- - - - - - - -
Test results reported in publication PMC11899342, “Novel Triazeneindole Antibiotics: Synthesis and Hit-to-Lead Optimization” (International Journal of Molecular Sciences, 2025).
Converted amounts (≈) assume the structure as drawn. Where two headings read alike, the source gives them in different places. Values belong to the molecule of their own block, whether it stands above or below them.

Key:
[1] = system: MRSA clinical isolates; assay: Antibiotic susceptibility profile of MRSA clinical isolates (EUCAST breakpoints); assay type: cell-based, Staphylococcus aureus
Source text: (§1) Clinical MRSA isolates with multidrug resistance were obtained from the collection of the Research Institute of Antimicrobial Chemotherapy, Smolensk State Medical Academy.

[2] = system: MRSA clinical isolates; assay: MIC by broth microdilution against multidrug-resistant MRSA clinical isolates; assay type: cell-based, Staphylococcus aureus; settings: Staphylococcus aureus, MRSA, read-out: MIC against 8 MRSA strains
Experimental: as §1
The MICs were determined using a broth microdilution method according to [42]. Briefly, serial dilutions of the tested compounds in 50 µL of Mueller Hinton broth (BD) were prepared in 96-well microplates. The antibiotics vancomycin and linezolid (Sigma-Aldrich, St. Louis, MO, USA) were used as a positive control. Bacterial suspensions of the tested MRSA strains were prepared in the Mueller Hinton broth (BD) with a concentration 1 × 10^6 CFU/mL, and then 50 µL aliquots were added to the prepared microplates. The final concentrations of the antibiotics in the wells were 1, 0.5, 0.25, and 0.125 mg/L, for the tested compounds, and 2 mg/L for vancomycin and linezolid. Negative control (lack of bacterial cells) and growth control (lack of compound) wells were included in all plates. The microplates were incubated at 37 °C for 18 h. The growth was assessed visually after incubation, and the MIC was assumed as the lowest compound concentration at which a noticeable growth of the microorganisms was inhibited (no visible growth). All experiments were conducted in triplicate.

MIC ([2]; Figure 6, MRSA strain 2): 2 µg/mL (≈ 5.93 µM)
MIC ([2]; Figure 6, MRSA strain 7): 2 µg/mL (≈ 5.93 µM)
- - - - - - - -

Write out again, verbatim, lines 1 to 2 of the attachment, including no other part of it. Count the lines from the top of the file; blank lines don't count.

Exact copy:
Test results reported in publication PMC11899342, “Novel Triazeneindole Antibiotics: Synthesis and Hit-to-Lead Optimization” (International Journal of Molecular Sciences, 2025).
Converted amounts (≈) assume the structure as drawn. Where two headings read alike, the source gives them in different places. Values belong to the molecule of their own block, whether it stands above or below them.